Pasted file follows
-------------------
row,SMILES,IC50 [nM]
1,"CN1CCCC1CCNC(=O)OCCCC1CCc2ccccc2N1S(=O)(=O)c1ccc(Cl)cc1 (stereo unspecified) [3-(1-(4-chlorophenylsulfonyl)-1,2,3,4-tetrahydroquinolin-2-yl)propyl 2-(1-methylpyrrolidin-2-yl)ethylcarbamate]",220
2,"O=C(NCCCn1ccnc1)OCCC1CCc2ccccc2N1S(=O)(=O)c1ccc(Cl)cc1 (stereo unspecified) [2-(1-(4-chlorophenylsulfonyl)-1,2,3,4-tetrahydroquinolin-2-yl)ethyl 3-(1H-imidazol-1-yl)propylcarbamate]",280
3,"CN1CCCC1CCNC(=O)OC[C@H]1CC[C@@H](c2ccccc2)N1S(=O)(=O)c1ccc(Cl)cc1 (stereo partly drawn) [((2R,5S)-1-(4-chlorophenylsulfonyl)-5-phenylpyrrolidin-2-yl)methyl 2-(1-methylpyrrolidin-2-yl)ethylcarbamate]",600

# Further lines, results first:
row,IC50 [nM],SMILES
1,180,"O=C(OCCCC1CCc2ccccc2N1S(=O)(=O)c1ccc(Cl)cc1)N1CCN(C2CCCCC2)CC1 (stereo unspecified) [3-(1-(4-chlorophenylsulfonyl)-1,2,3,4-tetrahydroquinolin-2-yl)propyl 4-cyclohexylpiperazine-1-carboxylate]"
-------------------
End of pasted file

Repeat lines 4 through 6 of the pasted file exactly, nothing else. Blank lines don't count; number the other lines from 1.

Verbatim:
3,"CN1CCCC1CCNC(=O)OC[C@H]1CC[C@@H](c2ccccc2)N1S(=O)(=O)c1ccc(Cl)cc1 (stereo partly drawn) [((2R,5S)-1-(4-chlorophenylsulfonyl)-5-phenylpyrrolidin-2-yl)methyl 2-(1-methylpyrrolidin-2-yl)ethylcarbamate]",600

# Further lines, results first:
row,IC50 [nM],SMILES